• Slide 27
  • OMP_NUM_THREADS OpenMP intrinsic to set number of threads: omp_set_num_threads(x); OpenMP intrinsic to get number of threads: num_th = omp_get_num_threads(); OpenMP intrinsic to get Thread ID number: th_ID = omp_get_thread_num(); 27
  • Slide 28
  • Parallel Hello World #include int main () { int nthreads, tid; /* Fork team of threads with private var tid */ #pragma omp parallel private(tid) { tid = omp_get_thread_num(); /* get thread id */ printf("Hello World from thread = %d\n", tid); /* Only master thread does this */ if (tid == 0) { nthreads = omp_get_num_threads(); printf("Number of threads = %d\n", nthreads); } } /* All threads join master and terminate */ } 28
  • Slide 29
  • Data Races and Synchronization Two memory accesses form a data race if from different threads to same location, and at least one is a write, and they occur one after another If there is a data race, result of program can vary depending on chance (which thread first?) Avoid data races by synchronizing writing and reading to get deterministic behavior Synchronization done by user-level routines that rely on hardware synchronization instructions (more later) 29
  • Slide 30
  • Analogy: Buying Milk Your fridge has no milk. You and your roommate will return from classes at some point and check the fridge Whoever gets home first will check the fridge, go and buy milk, and return What if the other person gets back while the first person is buying milk? Youve just bought twice as much milk as you need! It wouldve helped to have left a note 30
  • Slide 31
  • Lock Synchronization (1/2) Use a Lock to grant access to a region (critical section) so that only one thread can operate at a time Need all processors to be able to access the lock, so use a location in shared memory as the lock Processors read lock and either wait (if locked) or set lock and go into critical section 0 means lock is free / open / unlocked / lock off 1 means lock is set / closed / locked / lock on 31
  • Slide 32
  • Lock Synchronization (2/2) Pseudocode: Check lock Set the lock Critical section (e.g. change shared variables) Unset the lock 32 Can loop/idle here if locked
  • Slide 33
  • Possible Lock Implementation Lock (a.k.a. busy wait) Get_lock: # $s0 -> addr of lock addiu $t1,$zero,1 # t1 = Locked value Loop: lw $t0,0($s0) # load lock bne $t0,$zero,Loop # loop if locked Lock: sw $t1,0($s0) # Unlocked, so lock Unlock Unlock: sw $zero,0($s0) Any problems with this? 33
  • Slide 34
  • Possible Lock Problem Thread 1 addiu $t1,$zero,1 Loop: lw $t0,0($s0) bne $t0,$zero,Loop Lock: sw $t1,0($s0) Thread 2 addiu $t1,$zero,1 Loop: lw $t0,0($s0) bne $t0,$zero,Loop Lock: sw $t1,0($s0) 34 Time Both threads think they have set the lock! Exclusive access not guaranteed!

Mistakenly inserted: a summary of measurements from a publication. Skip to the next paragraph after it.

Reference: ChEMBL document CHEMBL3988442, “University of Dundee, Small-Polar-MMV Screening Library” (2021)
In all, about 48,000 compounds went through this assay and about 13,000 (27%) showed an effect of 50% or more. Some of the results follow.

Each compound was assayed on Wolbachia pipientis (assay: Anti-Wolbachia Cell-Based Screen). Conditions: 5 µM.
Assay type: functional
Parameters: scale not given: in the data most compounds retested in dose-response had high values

• Slide 35
  • Hardware Synchronization Hardware support required to prevent an interloper (another thread) from changing the value Atomic read/write memory operation No other access to the location allowed between the read and write How best to implement in software? Single instr? Atomic swap of register memory Pair of instr? One for read, one for write 35
  • Slide 36
  • Synchronization in MIPS Load linked: ll rt,off(rs) Store conditional: sc rt,off(rs) Returns 1 (success) if location has not changed since the ll Returns 0 (failure) if location has changed Note that sc clobbers the register value being stored ( rt )! Need to have a copy elsewhere if you plan on repeating on failure or using value later 36
  • Slide 37
  • Synchronization in MIPS Example Atomic swap (to test/set lock variable) Exchange contents of register and memory: $s4 Mem($s1) try: add $t0,$zero,$s4 #copy value ll $t1,0($s1) #load linked sc $t0,0($s1) #store conditional beq $t0,$zero,try #loop if sc fails add $s4,$zero,$t1 #load value in $s4 37 sc would fail if another threads executes sc here
  • Slide 38
  • Test-and-Set In a single atomic operation: Test to see if a memory location is set (contains a 1) Set it (to 1) if it isnt (it contained a zero when tested) Otherwise indicate that the Set failed, so the program can try again While accessing, no other instruction can modify the memory location, including other Test-and-Set instructions Useful for implementing lock operations 38
  • Slide 39
  • Test-and-Set in MIPS Example: MIPS sequence for implementing a T&S at ($s1) Try: addiu $t0,$zero,1 ll $t1,0($s1) bne $t1,$zero,Try sc $t0,0($s1) beq $t0,$zero,try Locked: # critical section Unlock: sw $zero,0($s1) 39 Idea is that not for programmers to use this directly, but as a tool for enabling implementation of parallel libraries
  • Slide 40
  • 40 Clickers: Consider the following code when executed concurrently by two threads. What possible values can result in *($s0)? # *($s0) = 100 lw $t0,0($s0) addi $t0,$t0,1 sw $t0,0($s0) A: 101 or 102 B: 100, 101, or 102 C: 100 or 101
  • Slide 41
  • OpenMP Directives (Work-Sharing) 41 Shares iterations of a loop across the threads Each section is executed by a separate thread Serializes the execution of a thread These are defined within a parallel section
  • Slide 42
  • Parallel Statement Shorthand #pragma omp parallel { #pragma omp for for(i=0;i